Three Crucial Qualities That Will Help Agents Succeed In The Future

Three Crucial Qualities That Will Help Agents Succeed In The Future

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There's no doubting that most real estate brokers have had a banner year. Buyers are eagerly awaiting the arrival of new listings, which are coming in thick and fast.

The toughest issue for agents in a market like this isn't finding listings or selling properties; it's taking care of the essentials that will put you up for future success.

What exactly do I mean? In a good market, a lot of the tiny basic chores you do now will set you up for six, twelve, or eighteen months from now, when the landscape may look slightly different.

So, let's look at three crucial areas where you can start right now to improve your chances of future success.

Buyers Become Sellers

We all know that buyers become sellers in theory, but when things get busy, one of the first basic agent skills that often slips by the wayside is buyer care.

If you're afraid of not contacting a potential buyer back because you're too focused on sellers, you're making a terrible mistake for your company's future.

That present buyer will remember you as the agent that failed to return their call at some point in the future, and if they are seeking to sell a home, that memory will immediately rule you out as their preferred agent.

The most important piece of advice? Turn your attention to buyer care to generate future clientele, whether it's adding an additional member of your staff to address buyer enquiries or introducing technology that helps you to better manage your time.

Improve Your Subsequent Strategy

Have you ever wondered why someone sold with you in the past but didn't utilise you again later?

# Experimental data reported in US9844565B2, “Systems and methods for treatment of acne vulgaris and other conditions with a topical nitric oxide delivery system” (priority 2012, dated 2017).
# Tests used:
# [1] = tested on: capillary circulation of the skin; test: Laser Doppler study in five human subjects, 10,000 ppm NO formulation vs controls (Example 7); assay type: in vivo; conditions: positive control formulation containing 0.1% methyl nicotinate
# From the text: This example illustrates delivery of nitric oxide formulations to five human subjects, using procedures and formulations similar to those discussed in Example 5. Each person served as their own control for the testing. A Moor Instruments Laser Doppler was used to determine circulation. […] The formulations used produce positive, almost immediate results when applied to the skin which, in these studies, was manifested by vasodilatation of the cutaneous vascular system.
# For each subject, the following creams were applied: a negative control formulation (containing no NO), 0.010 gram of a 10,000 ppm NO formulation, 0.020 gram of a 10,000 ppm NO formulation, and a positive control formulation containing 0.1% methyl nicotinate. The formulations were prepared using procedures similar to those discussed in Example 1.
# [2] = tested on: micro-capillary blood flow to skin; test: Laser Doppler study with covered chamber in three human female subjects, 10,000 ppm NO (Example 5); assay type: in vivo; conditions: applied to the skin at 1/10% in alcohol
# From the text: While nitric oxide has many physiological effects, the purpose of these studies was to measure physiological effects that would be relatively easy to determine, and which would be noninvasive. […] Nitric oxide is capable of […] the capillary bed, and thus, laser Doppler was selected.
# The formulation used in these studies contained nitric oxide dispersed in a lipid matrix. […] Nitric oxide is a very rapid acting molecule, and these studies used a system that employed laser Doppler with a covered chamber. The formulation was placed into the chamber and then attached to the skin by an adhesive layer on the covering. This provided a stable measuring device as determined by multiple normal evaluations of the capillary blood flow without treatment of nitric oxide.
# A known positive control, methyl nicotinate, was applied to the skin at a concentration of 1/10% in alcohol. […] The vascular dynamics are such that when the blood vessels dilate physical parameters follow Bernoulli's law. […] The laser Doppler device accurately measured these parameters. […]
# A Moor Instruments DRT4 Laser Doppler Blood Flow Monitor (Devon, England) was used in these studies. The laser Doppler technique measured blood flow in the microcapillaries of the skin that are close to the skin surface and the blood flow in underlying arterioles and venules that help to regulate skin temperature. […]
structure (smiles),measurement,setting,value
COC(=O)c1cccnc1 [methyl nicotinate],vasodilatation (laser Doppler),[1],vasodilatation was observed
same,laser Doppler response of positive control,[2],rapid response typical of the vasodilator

It's a rather common occurrence in the industry, with data indicating that approximately 80% of sellers do not utilise their initial selling agent.

And it boils down to one of two things: a) they didn't have a good selling experience, or b) you didn't follow up after the sale.

Of course, both are avoidable, but let's start with follow-up because I'd argue that a lack of a follow-up strategy is far more likely to cost you repeat business.

Look at what happens following a transaction.

Are you in contact with the previous seller and buyer on a frequent basis? Are you providing them with timely, relevant information that they might find useful?

Are you using your CRM to check in with clients on a frequent basis to see how things are doing - not to ask for something, but to simply touch base and have an instructive dialogue about what's going on with them and in the real estate market?

Each of these elements is critical to a successful follow-up approach, as is giving any necessary help in the immediate aftermath of a sale.

Change In Needs and Wishes

Let me provide a simple statistic that will spark some ideas for future business. In any market, 10 to 20% of all new listings are properties that have only been on the market for 12 to 24 months.

There's a significant likelihood that statistic is set to rise because of recent trends in which people have purchased houses without seeing them or relocated to regional places that may not meet their expectations or future demands.

This basic statistic also connects my two previous ideas. If 10% to 20% of the sellers and buyers you're talking to right now are thinking about selling their home next year or the year after, you want to be the agent at the top of their list.

By ensuring your buyer care and follow-up plan is up to par, you could gain 10 to 20% more future business.

"An agent's biggest competitive advantage is that their rival is long as the competition cannot say the same thing about them," is one of my favourite sayings.

Remember that your future success begins with the tiny things those other agents overlook, and that the real gold is often found in the labour that doesn't pay right now.

Instead, consider your current behaviours as an investment that could pay off in six, twelve, or twenty-four months. But, without a doubt, each of the solutions is a sound investment.